Years ago, we used to get the daily newspaper, because that’s what adults did. I grew up with daily newspapers coming to the house, and my parents reading them every day. I learned that’s where you found important stuff, like the comics, and the movie listings, and Dear Abby (before her terse daughter took over). The newspaper was the internet before the internet existed, and it never occurred to me that we wouldn’t take the paper.
But years wore on, and our lives got busy, and we started to notice the papers piling up during the week. The internet now existed, and I could get what I needed on GoogleNews every day, and so each week we’d end up recycling a bunch of unread papers, so we decided to just take the Sunday paper. That way we’d still get the local TV listings. So every Sunday, I would go out, grab the paper, and sit down and read it after breakfast. As I turned the pages, I would find myself getting more and more depressed, every page full of death, corruption, greed, and abundant examples of humankind’s inhumanity to each other. By the time I got to the comics and Parade magazine, they weren’t enough to balance out the bad news. Once they stopped providing the TV listings in the Sunday paper, and we found you could get your choice of comics, stripped of Marmaduke, Blondie reruns, and Mary Worth, delivered by e-mail every day, we canceled the paper. I had begun to dread reading it anyway, and I didn’t miss it a bit.
But when I was still working, I took time out of my day to still read GoogleNews, and it depressed me as much as the newspaper ever did, only now I was far more aware of international bad news, instead of just my local and national bummers. When I retired, I stopped reading the news every day, and a magical thing happened: I was happier.
I was happier not knowing about every horrible thing that was going on in the world, every stupid thing, every wrong-headed, cruel-hearted, selfish, thoughtless thing. Because in my everyday world, away from the news, good things were actually happening all the time–good times with friends, funny times with dogs, pretty mornings and singing birds and the love of a good man. My plants were growing, my projects progressing, and if I didn’t read the news, it was easy to believe life was pretty good.
But then election season hit, and there was no avoiding it for, what, 12…18…150 long months? And once we finally re-elected Obama, and the signs disappeared from the street corners, I breathed a sigh of relief. I could go back to ignoring the news for awhile.
Which has meant bad things for my blogging. Because when you actively avoid things that you know are going to get you worked up, you end up posting a lot of pictures of your herbs and your dogs or random shit you find on the internet. If you don’t blow it off altogether.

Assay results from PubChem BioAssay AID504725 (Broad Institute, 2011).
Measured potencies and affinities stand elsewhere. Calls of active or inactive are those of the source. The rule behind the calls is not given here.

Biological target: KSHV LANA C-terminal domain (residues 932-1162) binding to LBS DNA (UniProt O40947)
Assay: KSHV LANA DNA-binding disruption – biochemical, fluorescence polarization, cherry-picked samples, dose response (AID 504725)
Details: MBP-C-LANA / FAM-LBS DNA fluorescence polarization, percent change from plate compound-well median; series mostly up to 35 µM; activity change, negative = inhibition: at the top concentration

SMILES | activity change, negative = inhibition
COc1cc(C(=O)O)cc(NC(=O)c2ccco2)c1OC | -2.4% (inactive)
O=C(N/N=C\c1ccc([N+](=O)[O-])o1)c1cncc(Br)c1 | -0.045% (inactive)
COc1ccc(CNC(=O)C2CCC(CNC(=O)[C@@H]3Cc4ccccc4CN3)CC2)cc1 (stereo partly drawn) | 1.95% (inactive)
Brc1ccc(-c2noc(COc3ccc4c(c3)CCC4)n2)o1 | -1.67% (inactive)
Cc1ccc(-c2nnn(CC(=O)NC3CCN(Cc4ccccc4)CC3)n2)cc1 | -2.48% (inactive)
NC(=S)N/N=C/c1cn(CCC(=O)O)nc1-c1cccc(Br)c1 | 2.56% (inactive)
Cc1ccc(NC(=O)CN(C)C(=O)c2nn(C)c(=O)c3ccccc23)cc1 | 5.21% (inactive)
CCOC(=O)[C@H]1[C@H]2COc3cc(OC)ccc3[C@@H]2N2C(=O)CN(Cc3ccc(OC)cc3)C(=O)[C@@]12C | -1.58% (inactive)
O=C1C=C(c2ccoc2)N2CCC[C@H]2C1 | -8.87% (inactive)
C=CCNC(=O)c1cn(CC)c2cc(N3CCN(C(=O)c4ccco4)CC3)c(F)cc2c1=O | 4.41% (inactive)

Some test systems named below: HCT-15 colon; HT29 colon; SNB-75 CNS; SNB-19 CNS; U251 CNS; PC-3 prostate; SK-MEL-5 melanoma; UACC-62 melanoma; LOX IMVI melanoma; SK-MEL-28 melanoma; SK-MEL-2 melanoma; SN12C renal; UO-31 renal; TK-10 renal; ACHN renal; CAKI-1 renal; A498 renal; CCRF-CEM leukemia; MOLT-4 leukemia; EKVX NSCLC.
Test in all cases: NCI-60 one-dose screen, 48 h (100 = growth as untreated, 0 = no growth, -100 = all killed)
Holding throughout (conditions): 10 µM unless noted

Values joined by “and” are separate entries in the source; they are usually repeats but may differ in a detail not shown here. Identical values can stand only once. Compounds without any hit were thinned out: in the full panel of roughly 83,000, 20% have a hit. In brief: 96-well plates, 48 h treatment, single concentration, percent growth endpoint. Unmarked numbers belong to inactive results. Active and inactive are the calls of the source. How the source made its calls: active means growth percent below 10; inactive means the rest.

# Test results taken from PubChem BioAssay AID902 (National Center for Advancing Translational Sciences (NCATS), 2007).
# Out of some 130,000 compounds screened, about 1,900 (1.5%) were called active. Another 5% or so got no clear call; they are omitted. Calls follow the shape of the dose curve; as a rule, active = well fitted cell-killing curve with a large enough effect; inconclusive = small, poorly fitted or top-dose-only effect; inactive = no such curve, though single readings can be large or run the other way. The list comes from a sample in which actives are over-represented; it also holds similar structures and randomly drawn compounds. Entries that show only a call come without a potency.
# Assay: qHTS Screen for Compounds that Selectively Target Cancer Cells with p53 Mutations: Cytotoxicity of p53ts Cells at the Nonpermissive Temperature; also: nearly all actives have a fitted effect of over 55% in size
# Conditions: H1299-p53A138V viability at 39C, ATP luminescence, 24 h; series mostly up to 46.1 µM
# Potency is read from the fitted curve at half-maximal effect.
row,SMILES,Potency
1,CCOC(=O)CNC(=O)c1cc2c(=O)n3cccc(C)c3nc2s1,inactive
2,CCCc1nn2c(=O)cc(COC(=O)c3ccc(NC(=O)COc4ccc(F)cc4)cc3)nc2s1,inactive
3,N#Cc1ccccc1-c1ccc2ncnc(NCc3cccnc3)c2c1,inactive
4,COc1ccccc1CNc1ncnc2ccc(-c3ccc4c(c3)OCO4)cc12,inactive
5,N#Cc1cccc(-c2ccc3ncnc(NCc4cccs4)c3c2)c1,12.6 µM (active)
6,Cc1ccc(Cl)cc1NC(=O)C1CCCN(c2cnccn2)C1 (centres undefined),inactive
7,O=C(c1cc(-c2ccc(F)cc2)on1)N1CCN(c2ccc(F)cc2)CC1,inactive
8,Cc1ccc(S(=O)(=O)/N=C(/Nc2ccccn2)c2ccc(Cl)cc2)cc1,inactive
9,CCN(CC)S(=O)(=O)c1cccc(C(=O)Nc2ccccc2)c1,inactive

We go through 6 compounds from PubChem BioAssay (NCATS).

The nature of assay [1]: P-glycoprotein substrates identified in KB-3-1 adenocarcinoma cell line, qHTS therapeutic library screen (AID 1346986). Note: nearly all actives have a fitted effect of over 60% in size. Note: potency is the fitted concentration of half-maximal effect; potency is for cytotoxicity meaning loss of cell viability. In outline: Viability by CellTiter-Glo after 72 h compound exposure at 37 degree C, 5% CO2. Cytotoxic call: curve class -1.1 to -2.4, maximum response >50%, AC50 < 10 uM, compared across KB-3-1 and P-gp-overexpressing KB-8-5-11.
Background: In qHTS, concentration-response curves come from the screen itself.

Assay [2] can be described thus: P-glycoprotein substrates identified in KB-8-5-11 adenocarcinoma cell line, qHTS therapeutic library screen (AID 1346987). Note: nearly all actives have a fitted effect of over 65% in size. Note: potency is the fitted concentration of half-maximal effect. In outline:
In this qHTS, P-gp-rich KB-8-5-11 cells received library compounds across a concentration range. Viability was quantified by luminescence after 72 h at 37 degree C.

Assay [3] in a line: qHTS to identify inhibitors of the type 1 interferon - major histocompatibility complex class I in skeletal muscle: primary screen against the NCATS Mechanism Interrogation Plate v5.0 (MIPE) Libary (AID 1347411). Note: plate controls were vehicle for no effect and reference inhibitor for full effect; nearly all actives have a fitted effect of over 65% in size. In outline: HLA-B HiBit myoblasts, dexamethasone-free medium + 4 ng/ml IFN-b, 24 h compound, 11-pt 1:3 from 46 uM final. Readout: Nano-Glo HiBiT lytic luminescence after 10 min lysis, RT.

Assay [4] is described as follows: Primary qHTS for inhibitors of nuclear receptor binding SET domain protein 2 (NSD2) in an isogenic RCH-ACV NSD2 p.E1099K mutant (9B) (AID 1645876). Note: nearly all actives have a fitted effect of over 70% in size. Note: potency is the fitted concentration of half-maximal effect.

The truth is, I’ve lost my taste for outrage. I’m all raged out, because all that news I’m not reading? It’s still happening. Every damn day. But I have outrage fatigue. I don’t want to engage with it anymore, because there is an endless supply of it that wears me out. There’s that old bumper sticker that says, “If you’re not angry, you’re not paying attention.” But I’ve found the reverse is equally true, and I’m past due for a break. Because I don’t want to be angry all the time, despite there being real, very valid things to be angry about. It hurts my heart, and my head, and triggers ten kinds of misanthropy, and that is not how I want to approach the world. If you spend all your time steeped in the worst the world has to offer, it warps your perception, your reactions
That’s why I canceled my Ms. magazine subscription. That’s why I canceled my Yes! subscription. That’s why I can only engage in about half of my politically aware, politically active friends’ posts on Facebook. Not because I am not aware there are problems, problems that affect me and mine and even strangers I wish no ill; but because I AM. Even when I read about solutions to them, there is always riding tandem with that the history and future of the problem despite efforts to solve it.
And that’s why I haven’t been ranting here as much…because I really don’t want to engage in things that I know are going to make me angry and crazy enough to want to parse and prepare a critique thereof, because you have to descend into the madness yourself to report and discuss it, especially since I’ve probably already done so a million times. I linked a 2-year-old post on the newly raised subject of bullying on Facebook the other day, because the issue hadn’t gone away (of course), and I’d already stated my position on it, and I wondered how many things come up every day that was true of. I’ve never been fond of repeating myself, but when it comes to skewering human failings, astonishingly horrible or heartless failings sometimes, I just don’t have the heart to keep tilting at larger societal windmills every minute of every day for the umpteenth time. Not that I have given up the battle for good; but sometimes I just have to retreat long enough to have the courage, the heart, to confront it all again.
Or to figure out how to put something better, something warmer, something more peaceful, something wiser in the world. Something that uplifts me as much as anyone who may read it. So that’s what I want to try to do, and I’m thinking about how to go about that.